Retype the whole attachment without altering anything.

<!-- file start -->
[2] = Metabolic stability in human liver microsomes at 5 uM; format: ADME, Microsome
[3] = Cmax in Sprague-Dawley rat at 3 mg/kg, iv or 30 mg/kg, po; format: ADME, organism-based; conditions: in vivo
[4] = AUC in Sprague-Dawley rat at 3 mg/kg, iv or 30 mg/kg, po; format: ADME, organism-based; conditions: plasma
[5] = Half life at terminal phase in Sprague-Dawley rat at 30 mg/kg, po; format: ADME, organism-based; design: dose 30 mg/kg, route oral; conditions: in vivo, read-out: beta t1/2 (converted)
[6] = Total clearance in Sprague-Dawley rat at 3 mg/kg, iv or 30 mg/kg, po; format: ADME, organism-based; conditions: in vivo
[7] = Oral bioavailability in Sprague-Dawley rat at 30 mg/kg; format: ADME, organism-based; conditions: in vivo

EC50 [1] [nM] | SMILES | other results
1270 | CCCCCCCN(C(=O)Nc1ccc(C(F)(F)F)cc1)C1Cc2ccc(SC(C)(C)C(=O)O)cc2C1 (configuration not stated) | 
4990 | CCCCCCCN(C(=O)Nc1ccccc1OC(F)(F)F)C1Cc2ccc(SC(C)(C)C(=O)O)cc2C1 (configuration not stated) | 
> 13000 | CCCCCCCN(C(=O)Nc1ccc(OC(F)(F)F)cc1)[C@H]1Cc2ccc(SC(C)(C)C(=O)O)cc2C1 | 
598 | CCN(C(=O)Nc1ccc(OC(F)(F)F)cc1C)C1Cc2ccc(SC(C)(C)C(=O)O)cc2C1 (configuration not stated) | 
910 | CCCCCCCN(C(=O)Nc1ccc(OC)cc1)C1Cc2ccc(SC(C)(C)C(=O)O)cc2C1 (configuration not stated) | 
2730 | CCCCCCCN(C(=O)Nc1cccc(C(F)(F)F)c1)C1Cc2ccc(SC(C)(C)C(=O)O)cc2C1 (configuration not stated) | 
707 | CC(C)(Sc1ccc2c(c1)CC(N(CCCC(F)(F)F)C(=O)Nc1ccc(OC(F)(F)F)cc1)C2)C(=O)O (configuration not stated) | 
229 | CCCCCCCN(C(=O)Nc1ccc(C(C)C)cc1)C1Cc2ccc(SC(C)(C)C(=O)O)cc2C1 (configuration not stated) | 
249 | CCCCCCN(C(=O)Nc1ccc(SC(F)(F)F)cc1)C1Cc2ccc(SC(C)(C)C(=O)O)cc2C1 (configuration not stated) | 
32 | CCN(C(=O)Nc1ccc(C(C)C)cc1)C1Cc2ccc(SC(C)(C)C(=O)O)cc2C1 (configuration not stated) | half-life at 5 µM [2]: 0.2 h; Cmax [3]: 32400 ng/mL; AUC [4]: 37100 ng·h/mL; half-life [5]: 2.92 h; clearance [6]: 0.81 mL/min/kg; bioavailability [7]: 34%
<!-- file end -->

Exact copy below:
[2] = Metabolic stability in human liver microsomes at 5 uM; format: ADME, Microsome
[3] = Cmax in Sprague-Dawley rat at 3 mg/kg, iv or 30 mg/kg, po; format: ADME, organism-based; conditions: in vivo
[4] = AUC in Sprague-Dawley rat at 3 mg/kg, iv or 30 mg/kg, po; format: ADME, organism-based; conditions: plasma
[5] = Half life at terminal phase in Sprague-Dawley rat at 30 mg/kg, po; format: ADME, organism-based; design: dose 30 mg/kg, route oral; conditions: in vivo, read-out: beta t1/2 (converted)
[6] = Total clearance in Sprague-Dawley rat at 3 mg/kg, iv or 30 mg/kg, po; format: ADME, organism-based; conditions: in vivo
[7] = Oral bioavailability in Sprague-Dawley rat at 30 mg/kg; format: ADME, organism-based; conditions: in vivo

EC50 [1] [nM] | SMILES | other results
1270 | CCCCCCCN(C(=O)Nc1ccc(C(F)(F)F)cc1)C1Cc2ccc(SC(C)(C)C(=O)O)cc2C1 (configuration not stated) | 
4990 | CCCCCCCN(C(=O)Nc1ccccc1OC(F)(F)F)C1Cc2ccc(SC(C)(C)C(=O)O)cc2C1 (configuration not stated) | 
> 13000 | CCCCCCCN(C(=O)Nc1ccc(OC(F)(F)F)cc1)[C@H]1Cc2ccc(SC(C)(C)C(=O)O)cc2C1 | 
598 | CCN(C(=O)Nc1ccc(OC(F)(F)F)cc1C)C1Cc2ccc(SC(C)(C)C(=O)O)cc2C1 (configuration not stated) | 
910 | CCCCCCCN(C(=O)Nc1ccc(OC)cc1)C1Cc2ccc(SC(C)(C)C(=O)O)cc2C1 (configuration not stated) | 
2730 | CCCCCCCN(C(=O)Nc1cccc(C(F)(F)F)c1)C1Cc2ccc(SC(C)(C)C(=O)O)cc2C1 (configuration not stated) | 
707 | CC(C)(Sc1ccc2c(c1)CC(N(CCCC(F)(F)F)C(=O)Nc1ccc(OC(F)(F)F)cc1)C2)C(=O)O (configuration not stated) | 
229 | CCCCCCCN(C(=O)Nc1ccc(C(C)C)cc1)C1Cc2ccc(SC(C)(C)C(=O)O)cc2C1 (configuration not stated) | 
249 | CCCCCCN(C(=O)Nc1ccc(SC(F)(F)F)cc1)C1Cc2ccc(SC(C)(C)C(=O)O)cc2C1 (configuration not stated) | 
32 | CCN(C(=O)Nc1ccc(C(C)C)cc1)C1Cc2ccc(SC(C)(C)C(=O)O)cc2C1 (configuration not stated) | half-life at 5 µM [2]: 0.2 h; Cmax [3]: 32400 ng/mL; AUC [4]: 37100 ng·h/mL; half-life [5]: 2.92 h; clearance [6]: 0.81 mL/min/kg; bioavailability [7]: 34%